To have the attribution of a good shepherd in such a society was actually an honour, respect and appreciation. Qualities of such a good shepherd were well outlined. He was the one who provided nourishment and refreshment for the flock. For domestic animals that are prone to wandering and unable to find their way unless helped, a good shepherd was the one who knew well the way and led in the front, providing direction. A good shepherd was knowledgeable and could easily avoid places in the wilderness which harboured raiders and wild animals. He had to be a courageous person who could stand up to provide safety and security for his flock in case of attack. Wandering in the desert could be tiring and energy consuming for animals. A good shepherd had therefore to be patient, especially with weakling young animals and those in gestation.
Given the meagre resources in the desert, a good shepherd had to help his own biological family not to put deep roots in one particular locality, which would lead to self-destruction and the compromising of the quality of the flock. Therefore the typical human structure for settlement was a tent, easily pitched and equally easily pulled down. This meant detachment from material things associated with sedentary population.
In such an environment, it becomes quite clear why it was easy for the people to conceive anthropomorphically their God with the attributes of a good shepherd under whose guidance one would have no worry at all, because “the Lord is my Shepherd, there is nothing I shall want” (Ps 23:1).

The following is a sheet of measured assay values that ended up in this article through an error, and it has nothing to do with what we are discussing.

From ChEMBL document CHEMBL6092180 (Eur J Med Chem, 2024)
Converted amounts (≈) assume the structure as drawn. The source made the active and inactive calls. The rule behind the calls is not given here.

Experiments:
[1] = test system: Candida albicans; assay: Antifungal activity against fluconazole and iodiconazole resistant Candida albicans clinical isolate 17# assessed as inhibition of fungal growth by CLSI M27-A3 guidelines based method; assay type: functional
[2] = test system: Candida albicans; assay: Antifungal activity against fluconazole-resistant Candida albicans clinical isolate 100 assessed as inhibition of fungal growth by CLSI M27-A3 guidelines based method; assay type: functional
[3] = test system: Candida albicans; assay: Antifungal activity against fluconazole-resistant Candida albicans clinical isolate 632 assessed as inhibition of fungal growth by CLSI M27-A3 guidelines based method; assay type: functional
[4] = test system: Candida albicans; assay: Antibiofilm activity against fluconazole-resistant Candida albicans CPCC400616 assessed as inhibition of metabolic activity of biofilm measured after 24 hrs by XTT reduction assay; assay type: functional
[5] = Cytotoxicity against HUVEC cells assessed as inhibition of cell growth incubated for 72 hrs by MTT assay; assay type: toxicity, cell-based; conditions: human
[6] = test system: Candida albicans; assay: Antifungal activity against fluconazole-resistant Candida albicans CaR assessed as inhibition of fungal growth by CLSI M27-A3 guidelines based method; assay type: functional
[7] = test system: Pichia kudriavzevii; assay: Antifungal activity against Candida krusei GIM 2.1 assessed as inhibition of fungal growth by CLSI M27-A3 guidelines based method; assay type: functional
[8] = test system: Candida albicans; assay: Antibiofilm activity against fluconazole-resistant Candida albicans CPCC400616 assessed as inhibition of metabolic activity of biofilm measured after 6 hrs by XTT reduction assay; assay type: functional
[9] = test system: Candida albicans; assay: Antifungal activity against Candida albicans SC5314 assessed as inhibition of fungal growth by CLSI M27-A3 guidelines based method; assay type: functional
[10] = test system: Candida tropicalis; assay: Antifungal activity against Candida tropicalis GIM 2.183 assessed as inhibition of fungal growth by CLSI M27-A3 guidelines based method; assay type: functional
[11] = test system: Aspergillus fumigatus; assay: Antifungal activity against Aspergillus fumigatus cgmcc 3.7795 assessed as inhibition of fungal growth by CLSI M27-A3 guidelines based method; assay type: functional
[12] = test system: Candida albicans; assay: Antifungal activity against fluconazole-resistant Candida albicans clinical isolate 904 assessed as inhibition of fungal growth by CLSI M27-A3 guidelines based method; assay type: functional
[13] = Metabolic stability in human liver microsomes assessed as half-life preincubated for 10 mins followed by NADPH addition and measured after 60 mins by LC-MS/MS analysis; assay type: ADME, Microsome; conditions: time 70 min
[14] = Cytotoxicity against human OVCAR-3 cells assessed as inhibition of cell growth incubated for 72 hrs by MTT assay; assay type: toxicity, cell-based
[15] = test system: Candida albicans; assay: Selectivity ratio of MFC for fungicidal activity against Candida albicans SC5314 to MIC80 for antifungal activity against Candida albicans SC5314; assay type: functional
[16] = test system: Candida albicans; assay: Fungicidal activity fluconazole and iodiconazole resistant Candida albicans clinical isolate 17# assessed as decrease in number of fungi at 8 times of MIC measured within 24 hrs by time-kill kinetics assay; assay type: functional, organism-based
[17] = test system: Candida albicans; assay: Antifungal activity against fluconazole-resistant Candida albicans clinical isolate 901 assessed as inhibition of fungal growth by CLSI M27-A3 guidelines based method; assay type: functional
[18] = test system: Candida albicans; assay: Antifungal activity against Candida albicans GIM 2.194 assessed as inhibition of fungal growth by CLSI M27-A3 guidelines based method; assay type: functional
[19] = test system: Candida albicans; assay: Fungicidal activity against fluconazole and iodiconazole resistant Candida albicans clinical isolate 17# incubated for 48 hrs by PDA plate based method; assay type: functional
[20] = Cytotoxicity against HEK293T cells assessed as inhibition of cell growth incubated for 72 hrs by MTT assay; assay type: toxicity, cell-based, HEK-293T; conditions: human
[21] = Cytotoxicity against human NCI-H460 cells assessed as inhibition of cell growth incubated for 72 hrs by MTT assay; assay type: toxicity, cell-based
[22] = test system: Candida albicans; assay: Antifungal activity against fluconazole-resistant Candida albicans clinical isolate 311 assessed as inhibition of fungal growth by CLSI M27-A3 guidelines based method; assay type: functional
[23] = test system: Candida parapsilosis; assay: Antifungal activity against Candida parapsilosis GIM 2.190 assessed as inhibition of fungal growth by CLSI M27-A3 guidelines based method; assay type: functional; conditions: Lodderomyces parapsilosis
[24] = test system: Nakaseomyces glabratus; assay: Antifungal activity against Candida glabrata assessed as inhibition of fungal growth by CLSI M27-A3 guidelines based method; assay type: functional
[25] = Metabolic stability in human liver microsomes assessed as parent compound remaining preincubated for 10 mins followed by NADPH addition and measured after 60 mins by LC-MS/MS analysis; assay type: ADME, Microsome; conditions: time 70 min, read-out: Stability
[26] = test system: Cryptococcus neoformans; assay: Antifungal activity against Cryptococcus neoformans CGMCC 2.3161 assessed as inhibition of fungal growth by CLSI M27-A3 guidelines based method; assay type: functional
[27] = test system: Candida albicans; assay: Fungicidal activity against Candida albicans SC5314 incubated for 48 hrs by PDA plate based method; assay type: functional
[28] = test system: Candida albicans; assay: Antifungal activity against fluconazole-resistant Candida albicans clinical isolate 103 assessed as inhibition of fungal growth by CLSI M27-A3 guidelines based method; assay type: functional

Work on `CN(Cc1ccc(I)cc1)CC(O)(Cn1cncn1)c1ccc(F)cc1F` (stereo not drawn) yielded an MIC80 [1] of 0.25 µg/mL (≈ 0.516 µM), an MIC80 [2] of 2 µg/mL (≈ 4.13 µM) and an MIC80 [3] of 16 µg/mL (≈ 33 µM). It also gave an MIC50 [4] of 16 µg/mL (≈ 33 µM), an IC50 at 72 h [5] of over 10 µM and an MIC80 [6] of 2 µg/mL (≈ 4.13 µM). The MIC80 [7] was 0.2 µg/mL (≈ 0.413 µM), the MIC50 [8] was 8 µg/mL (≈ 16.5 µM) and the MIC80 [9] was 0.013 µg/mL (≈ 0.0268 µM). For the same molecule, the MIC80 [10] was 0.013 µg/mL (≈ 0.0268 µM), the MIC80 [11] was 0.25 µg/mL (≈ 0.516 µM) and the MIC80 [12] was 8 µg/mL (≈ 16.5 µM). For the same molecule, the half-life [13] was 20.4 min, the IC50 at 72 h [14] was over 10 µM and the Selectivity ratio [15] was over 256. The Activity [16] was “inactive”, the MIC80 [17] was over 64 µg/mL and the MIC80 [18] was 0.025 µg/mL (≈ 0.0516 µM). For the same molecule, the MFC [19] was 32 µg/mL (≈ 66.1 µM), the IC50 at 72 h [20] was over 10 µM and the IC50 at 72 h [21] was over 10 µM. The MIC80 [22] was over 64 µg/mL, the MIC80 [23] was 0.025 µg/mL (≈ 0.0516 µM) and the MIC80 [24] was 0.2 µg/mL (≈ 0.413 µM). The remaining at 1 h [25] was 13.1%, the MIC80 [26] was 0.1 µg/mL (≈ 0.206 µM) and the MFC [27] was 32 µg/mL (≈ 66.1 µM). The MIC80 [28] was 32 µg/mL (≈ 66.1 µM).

This was one of the greatest efforts of the religious leaders of the time to speak to the people in a language that would be understood. Like a good shepherd, God also dwells among His people in a temporary dwelling, the Tent of the Sanctuary. The desert becomes a privileged place where the people learn how to depend on God and on one another for survival. In the desert they encounter a God who provides and leads them from slavery into freedom and a new land. In this wilderness, God the Good Shepherd gets involved in the joys and struggles of his people. The success of the people no longer depends on their cleverness or astuteness but on the fact that God cares for them. Authority over His people as a Good Shepherd is founded on His fondness, commitment and love for the people.
The image of a good shepherd was applied also to the political leaders. Israel was a buffer state and an easy prey for the three military might often at war with each other: Egypt, Assyria and Persia. People needed a political leader who would assure them protection and national autonomy. The deceptions of the people under their own leaders, with a series of political instabilities due to internal and external factors, led them to develop a deep hope of a future Shepherd-Messiah who would restore a God fearing political leadership in the country and freedom from foreign domination and oppression.